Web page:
Gardening in the fall can be a tough job. The volatile weather and temperatures in many regions can have all kinds of effects on your garden, from the quality of the soil to how much sun exposure it gets. Here are some essential tips to keep in mind when gardening in this difficult season.
Popular Fall Garden Plants
To start, here are just a few of the countless fall crops that are popular in home gardens. Keep in mind, you’ll need to plant these several weeks in advance of the first frost.
- Collard Greens
Make sure to research the best times and climates in which to plant your crops before you dig in!
Tip 1: Buy Plants & Seeds in the Fall to Save Money
In the fall, the larger home and hardware retailers will begin to clear out their inventory to avoid maintaining a nursery over the winter. This means that you’ll enjoy enormous discounts on starter plants and seeds. Stock up for next season while the prices are at an annual low!
Check out our feature on the Top 5 Tips for Gardening on a Budget to save yourself even more money on your fall garden!
Tip 2: Build a Wind Barrier
In most places, the fall weather brings with it gusty winds and storms. This puts your sensitive new plants at risk of becoming injured, sometimes beyond the point of saving.
Don’t let mother nature ruin your hard work. Your local hardware store will have everything you need to install an inexpensive (but highly effective) wind barrier for your fall garden. You can get everything you’ll need online or at your local hardware store, and there are several options to choose from, even wind-resistant plants themselves!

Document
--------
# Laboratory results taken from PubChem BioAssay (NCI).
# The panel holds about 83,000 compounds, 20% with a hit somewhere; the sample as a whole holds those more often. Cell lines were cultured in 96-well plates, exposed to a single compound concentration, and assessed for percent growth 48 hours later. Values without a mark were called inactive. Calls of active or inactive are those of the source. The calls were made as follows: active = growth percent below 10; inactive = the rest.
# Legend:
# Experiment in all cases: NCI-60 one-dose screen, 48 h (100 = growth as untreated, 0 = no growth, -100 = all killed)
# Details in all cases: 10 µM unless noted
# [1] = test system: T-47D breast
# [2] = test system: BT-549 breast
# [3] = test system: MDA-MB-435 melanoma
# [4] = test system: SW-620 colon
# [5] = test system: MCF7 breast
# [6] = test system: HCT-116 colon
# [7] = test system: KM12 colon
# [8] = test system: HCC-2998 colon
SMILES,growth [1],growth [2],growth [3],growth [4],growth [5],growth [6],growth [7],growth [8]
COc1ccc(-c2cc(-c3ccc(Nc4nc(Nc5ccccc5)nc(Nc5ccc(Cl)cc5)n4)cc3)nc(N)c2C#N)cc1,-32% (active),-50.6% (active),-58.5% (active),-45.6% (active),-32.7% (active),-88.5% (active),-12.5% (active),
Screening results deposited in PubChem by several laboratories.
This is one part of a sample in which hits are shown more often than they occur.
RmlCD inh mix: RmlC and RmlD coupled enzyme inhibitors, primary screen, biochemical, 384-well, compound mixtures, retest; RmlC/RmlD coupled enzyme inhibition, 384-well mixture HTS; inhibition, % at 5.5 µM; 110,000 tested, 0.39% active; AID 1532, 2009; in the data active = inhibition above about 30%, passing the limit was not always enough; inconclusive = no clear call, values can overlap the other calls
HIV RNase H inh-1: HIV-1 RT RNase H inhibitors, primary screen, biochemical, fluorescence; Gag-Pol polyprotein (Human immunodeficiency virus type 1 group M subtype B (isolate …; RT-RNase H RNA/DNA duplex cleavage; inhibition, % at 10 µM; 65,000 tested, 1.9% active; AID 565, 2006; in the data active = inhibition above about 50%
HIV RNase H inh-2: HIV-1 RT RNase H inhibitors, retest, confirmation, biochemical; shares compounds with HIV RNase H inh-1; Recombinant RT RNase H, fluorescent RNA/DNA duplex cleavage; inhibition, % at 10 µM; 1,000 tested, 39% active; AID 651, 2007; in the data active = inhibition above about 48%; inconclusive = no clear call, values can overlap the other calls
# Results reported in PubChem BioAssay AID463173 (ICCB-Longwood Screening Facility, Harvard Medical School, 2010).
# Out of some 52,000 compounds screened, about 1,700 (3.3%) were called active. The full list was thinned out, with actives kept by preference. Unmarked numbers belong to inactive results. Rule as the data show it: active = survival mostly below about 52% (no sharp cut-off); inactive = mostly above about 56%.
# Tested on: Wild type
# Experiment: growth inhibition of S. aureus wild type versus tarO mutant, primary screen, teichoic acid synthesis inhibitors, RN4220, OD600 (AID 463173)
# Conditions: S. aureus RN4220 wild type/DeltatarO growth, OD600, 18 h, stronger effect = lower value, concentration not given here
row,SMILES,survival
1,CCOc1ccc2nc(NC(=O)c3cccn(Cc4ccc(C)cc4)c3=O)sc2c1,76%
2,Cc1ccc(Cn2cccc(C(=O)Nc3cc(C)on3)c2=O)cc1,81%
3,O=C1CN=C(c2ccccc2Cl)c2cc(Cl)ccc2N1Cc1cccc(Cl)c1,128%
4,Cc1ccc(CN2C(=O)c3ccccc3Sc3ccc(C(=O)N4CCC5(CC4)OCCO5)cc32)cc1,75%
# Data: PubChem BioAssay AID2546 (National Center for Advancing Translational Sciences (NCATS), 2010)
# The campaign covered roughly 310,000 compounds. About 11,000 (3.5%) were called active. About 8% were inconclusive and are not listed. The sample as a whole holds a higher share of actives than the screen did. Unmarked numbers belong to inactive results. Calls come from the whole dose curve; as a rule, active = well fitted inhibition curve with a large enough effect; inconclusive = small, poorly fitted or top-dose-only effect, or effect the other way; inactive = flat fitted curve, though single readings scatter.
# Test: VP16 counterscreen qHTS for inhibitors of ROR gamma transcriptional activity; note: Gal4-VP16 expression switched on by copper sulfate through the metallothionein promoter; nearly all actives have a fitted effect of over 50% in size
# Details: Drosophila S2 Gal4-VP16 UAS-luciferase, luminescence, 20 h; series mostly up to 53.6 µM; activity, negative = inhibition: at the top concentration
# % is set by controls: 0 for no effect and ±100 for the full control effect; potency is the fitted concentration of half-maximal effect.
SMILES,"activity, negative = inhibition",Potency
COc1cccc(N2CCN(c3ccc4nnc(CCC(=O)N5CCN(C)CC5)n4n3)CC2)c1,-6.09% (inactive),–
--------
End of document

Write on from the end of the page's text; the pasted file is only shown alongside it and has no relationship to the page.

Tip 3: Don’t See Weeds? They Can Still Appear in the Fall!
There’s a common misconception that weeds will stop plaguing your garden as the winter weather slowly approaches. It’s true that many common weeds can’t survive the cool fall temperature. But just as you can grow succulent, attractive crops in the fall, so can mother nature sprout annoying weeds.
Chickweed, deadnettle, pokeweed, stiltgrass, and hairy bitercriss all do just fine in the fall. Keep your eyes peeled and pull weeds in the fall just as you would in the spring and summer. What else can you do? Prepare your lawn in the fall to avoid winter weeds from sprouting and taking over your garden come springtime.
Tip 4: Find the Sunny Spot
In the fall, the days get shorter, and thus sunlight is less available for your garden. Depending on the location of your home and the orientation of your yard, this can severely limit your fall gardening options.
On a sunny day, try to get a feel for the spots on your lawn that get the most exposure to the sun. You could do this by setting up a time lapse camera all day and watching to see which areas are sun-covered for the longest periods of time. It’s in these spots that you’ll want to plant your fall crops.
Tip 5: Protect Your Plants from the Cold
The cold is one of the biggest threats to your garden in the fall. Once that frost hits, many plants can’t survive. Under 45 degrees, you should bring any potted plants inside, thoroughly water before temps drop, and even cover over your more delicate crops with a cardboard box and an outdoor space heater. Additionally, mulching your garden can help trap the heat underground, and will even help to retain water.
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